UConn Scientist Battles Costly Pig Virus with AI-Inspired Compound

August 06, 2020
AIMS, Academic Research

Young Tang was on the road to becoming a physician when he realized that research was his real calling. During his medical training, as various professors taught him about the wide range of diseases and treatment regimens, what struck him most was that “for the majority of diseases, there are no treatments,” he says. “That inspired me to realize what’s most needed is effective medicine.” As Tang moved away from practicing medicine, his research also moved away from human disease and toward agriculture. 

YoungTang_10_3671363383Today, he is an assistant professor in animal science at the University of Connecticut, where his lab is now poised to make a major difference in the health of livestock. In one project, he and his team have developed what could become an effective new treatment for porcine reproductive and respiratory syndrome virus (PRRSV), an infection that leads to reproductive failure in pigs and is responsible for approximately $600 million in losses each year for U.S. pig farmers alone.

How the virus works has been fairly well characterized: PRRSV targets CD163, a cell surface receptor expressed in pig monocytes and macrophages. “It has been shown in pigs that if this receptor is blocked, the pig will become resistant to the PRRS virus infection,” Tang says. His idea, put simply, was to screen the crystal structure of the CD163 protein against as many compounds as possible to find one that blocks the key receptor.

But as an academic scientist, Tang does not have the kind of lab resources that would be needed to carry out such a high-throughput compound screen. So he turned to Atomwise, which uses a sophisticated AI tool called AtomNet® to screen millions of small molecules computationally. Atomwise offers the Artificial Intelligence Molecular Screen (AIMS) Award, a program that gives academic scientists free access to customized virtual screening and a plate of dozens of small molecule compounds for follow-up functional testing.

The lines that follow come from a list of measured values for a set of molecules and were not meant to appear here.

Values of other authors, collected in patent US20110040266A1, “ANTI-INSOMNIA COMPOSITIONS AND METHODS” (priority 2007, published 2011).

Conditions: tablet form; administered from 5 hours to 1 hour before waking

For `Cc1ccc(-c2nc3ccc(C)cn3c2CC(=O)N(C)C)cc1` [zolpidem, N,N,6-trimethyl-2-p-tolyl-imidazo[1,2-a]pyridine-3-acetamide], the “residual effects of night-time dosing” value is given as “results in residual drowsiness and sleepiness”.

Young_Tang_Lab_UConn_28137740187_ec678160f9Tang’s lab worked closely with Atomwise’s medicinal chemists, who optimized the screen and selected the best candidates from the compounds predicted by AtomNet®. Those 74 compounds were delivered to Tang’s team, which had already developed an assay to mimic the viral protein’s interaction with the CD163 receptor.

“We screened all the Atomwise compounds and, very excitingly, found one that shows strong inhibition in the assay,” Tang says. “It could potentially block the viral infection of cells.”

Follow-up testing in pig macrophage cells demonstrated that the compound did block infection effectively. Next, using the structure of the winning compound, Tang looked at compounds with similar structures, identifying several new candidates that may also have a blocking effect. He and his lab are also working closely with Atomwise to hone the screen for additional compounds based on that structure. “We use their medicinal chemistry expertise to predict more of those effective compounds based on the current structure prototype,” says Tang, who will receive more compounds from Atomwise as part of the advanced AIMS Prime program, which involves a more refined virtual screen and assistance advancing any hits to a lead, including establishing the structure-activity relationship, and further validating and improving on-target activity.

Sow_piglet_ARS-USDA-k9441-1Looking ahead, Tang hopes to translate these findings into live animal studies in the near future. The progress he has made from the original concept of using the receptor’s crystal structure to find a candidate treatment has been remarkable — and would have not have been possible without Atomwise’s AI tool and the AIMS Award. “When we got those first compounds, I had no idea whether they would work,” Tang says. “I feel very lucky that we have been so successful.”


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